Tourists are not guests. I mentioned in my blog post ‘Gentle Gaze‘ that finding the right balance between tourists and local communities is challenging. I will make a note of tourists’ problems, with a warning to myself. In extreme terms, tourists can sometimes be an extra burden for the local community, and tourists might want to walk on the side of the road.
Recently, news reports indicated a lot of trouble between locals and tourists. In Barcelona, Fort Carmel was off limits at night after residents’ anger reached a boiling point due to nightly tourist bacchanalia. In Venezia, which received a UNESCO recommendation for excessive tourism, the city introduced a tax on day trippers to combat too many tourists. I visited Barcelona in 2018 and Venezia in 2020, fortunately in winter rather than the summer high season, so I did not feel any tourist pollution. These pollution problems are not confined to big cities. In the small village of Iseltwald, Switzerland, a large influx of Korean tourists, outnumbering the villagers, has led to problems such as noise, littering, and traffic congestion, causing significant inconvenience and annoyance to the residents in their daily lives. These problems are not solely the fault of the tourists but may result from the insensitivity of tourism operators who use luxury cruise ships and large buses for their tours.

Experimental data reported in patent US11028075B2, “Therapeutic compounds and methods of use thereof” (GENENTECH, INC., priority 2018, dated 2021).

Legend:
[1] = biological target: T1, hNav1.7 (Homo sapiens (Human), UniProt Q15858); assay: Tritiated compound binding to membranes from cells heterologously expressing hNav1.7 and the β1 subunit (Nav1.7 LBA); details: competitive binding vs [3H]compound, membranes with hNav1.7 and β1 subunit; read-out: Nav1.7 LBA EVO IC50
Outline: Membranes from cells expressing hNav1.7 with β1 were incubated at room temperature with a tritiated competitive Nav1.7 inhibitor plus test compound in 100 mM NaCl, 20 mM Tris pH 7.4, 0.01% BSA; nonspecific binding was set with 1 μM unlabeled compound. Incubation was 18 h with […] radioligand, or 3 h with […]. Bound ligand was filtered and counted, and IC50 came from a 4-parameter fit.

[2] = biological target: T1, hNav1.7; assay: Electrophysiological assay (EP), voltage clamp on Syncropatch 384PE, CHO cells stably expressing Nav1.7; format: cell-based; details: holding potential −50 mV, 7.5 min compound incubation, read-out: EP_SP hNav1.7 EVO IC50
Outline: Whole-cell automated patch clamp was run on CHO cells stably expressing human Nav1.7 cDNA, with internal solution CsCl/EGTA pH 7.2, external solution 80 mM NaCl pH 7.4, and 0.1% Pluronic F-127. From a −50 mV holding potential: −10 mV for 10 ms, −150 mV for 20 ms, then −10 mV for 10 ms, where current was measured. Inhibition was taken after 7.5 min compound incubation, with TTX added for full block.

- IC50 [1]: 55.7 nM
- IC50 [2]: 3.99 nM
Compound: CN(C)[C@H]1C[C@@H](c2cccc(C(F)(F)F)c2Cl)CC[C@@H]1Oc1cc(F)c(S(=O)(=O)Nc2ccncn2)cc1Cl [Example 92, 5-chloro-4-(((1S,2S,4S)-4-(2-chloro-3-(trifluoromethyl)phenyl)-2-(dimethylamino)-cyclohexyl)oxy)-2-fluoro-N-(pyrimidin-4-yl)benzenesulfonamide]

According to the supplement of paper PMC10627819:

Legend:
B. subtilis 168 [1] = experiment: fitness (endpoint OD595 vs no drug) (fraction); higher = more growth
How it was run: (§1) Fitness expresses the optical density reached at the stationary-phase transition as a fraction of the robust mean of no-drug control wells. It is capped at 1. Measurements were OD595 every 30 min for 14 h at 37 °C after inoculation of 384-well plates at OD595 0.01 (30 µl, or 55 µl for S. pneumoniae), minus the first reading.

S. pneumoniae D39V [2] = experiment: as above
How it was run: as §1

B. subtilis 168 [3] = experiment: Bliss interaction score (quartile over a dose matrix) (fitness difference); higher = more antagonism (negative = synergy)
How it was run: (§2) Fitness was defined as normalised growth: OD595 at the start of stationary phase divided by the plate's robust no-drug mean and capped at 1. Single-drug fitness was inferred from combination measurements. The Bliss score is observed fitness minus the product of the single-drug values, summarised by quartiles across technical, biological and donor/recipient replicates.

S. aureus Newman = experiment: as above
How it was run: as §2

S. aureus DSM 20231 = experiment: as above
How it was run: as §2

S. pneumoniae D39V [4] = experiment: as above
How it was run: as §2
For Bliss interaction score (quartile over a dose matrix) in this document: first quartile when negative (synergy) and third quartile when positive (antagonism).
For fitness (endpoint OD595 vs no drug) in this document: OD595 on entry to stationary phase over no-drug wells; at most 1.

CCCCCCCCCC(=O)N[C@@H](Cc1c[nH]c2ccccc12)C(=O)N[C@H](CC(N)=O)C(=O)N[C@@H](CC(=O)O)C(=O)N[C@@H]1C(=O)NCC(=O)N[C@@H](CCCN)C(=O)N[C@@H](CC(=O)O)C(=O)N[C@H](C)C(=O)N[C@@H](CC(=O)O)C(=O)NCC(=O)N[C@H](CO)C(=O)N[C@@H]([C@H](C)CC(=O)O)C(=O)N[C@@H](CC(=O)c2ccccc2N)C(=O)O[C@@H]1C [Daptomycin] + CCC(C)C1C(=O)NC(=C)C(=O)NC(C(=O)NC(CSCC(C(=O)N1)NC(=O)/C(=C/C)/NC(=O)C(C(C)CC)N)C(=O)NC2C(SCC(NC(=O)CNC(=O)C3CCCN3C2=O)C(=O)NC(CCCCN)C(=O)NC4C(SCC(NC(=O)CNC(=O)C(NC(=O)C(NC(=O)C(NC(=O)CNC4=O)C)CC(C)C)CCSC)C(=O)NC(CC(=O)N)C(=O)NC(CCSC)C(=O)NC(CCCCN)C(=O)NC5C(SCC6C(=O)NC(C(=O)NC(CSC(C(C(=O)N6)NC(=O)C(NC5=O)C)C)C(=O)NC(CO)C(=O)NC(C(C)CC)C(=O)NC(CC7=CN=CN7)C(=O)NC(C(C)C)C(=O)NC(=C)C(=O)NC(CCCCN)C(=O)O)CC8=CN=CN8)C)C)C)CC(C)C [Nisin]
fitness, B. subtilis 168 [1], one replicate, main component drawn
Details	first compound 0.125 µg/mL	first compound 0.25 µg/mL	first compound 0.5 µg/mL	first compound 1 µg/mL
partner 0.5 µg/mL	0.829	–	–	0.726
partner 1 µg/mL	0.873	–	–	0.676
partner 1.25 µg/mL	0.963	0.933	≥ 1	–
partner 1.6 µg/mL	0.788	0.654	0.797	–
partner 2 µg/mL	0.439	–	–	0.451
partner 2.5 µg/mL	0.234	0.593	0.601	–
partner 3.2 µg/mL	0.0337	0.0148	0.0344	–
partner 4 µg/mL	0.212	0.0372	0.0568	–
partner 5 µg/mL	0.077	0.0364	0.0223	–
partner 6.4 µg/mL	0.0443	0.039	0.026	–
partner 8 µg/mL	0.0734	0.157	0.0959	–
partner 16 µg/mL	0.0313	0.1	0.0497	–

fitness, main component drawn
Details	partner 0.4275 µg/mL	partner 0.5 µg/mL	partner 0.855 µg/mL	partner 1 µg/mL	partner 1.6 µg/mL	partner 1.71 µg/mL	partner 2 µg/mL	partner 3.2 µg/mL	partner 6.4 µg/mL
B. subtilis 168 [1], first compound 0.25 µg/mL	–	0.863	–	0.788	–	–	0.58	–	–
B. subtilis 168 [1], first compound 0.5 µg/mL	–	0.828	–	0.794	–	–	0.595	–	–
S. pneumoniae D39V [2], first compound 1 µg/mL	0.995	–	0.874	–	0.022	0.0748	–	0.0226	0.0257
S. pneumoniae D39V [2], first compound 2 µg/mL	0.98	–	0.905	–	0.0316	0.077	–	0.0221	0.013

Perhaps a goody person would say: ‘It is normal for first-time visitors to be ignorant about the country, and since they are visiting with great interest, we should be tolerant and proactive in teaching them our customs and understanding each other’.
Anyway, the cities we visit are not theme parks like Disneyland. We should not assume that all the locals will welcome us. This is because the people we are most likely to come into contact with in – hotels, restaurants, taxis – are only some of the locals. We may want to go wild for a while during our travels, but we should avoid excessive revelry as it is just another day in the life for the locals. For example, it might be a good idea not to deprive local people of the opportunity to enjoy meals by gathering information using social media and flocking to restaurants that locals value. I think there are areas where tourists should not step into lightly.
We can respect local culture and customs, remain humble, and be unobtrusive and discreet. Especially, I have to be more reserved as I am a type of rush traveller and do not have the time on my side for the local atmosphere.